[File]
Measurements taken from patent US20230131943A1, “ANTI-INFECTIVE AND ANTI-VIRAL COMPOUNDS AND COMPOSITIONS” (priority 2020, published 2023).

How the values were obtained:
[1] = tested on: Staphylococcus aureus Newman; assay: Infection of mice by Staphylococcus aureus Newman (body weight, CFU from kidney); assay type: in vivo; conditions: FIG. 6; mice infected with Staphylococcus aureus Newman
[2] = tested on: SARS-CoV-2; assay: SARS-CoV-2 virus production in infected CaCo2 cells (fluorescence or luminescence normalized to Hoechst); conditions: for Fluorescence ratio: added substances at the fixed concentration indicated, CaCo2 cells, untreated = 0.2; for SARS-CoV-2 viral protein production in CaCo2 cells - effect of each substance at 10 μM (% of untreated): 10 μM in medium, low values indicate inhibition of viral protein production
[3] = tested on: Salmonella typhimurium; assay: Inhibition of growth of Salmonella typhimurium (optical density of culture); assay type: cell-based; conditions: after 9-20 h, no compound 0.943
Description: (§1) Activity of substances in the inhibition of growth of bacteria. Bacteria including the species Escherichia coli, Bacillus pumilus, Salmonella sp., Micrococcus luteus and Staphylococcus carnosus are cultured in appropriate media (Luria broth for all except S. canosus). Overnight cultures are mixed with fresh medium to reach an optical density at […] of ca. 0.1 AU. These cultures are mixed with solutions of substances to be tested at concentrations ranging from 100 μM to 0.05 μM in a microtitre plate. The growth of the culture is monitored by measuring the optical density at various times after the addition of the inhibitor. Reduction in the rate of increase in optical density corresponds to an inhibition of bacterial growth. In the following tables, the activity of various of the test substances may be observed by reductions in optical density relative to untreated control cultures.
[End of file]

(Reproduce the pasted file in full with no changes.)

Measurements taken from patent US20230131943A1, “ANTI-INFECTIVE AND ANTI-VIRAL COMPOUNDS AND COMPOSITIONS” (priority 2020, published 2023).

How the values were obtained:
[1] = tested on: Staphylococcus aureus Newman; assay: Infection of mice by Staphylococcus aureus Newman (body weight, CFU from kidney); assay type: in vivo; conditions: FIG. 6; mice infected with Staphylococcus aureus Newman
[2] = tested on: SARS-CoV-2; assay: SARS-CoV-2 virus production in infected CaCo2 cells (fluorescence or luminescence normalized to Hoechst); conditions: for Fluorescence ratio: added substances at the fixed concentration indicated, CaCo2 cells, untreated = 0.2; for SARS-CoV-2 viral protein production in CaCo2 cells - effect of each substance at 10 μM (% of untreated): 10 μM in medium, low values indicate inhibition of viral protein production
[3] = tested on: Salmonella typhimurium; assay: Inhibition of growth of Salmonella typhimurium (optical density of culture); assay type: cell-based; conditions: after 9-20 h, no compound 0.943
Description: (§1) Activity of substances in the inhibition of growth of bacteria. Bacteria including the species Escherichia coli, Bacillus pumilus, Salmonella sp., Micrococcus luteus and Staphylococcus carnosus are cultured in appropriate media (Luria broth for all except S. canosus). Overnight cultures are mixed with fresh medium to reach an optical density at […] of ca. 0.1 AU. These cultures are mixed with solutions of substances to be tested at concentrations ranging from 100 μM to 0.05 μM in a microtitre plate. The growth of the culture is monitored by measuring the optical density at various times after the addition of the inhibitor. Reduction in the rate of increase in optical density corresponds to an inhibition of bacterial growth. In the following tables, the activity of various of the test substances may be observed by reductions in optical density relative to untreated control cultures.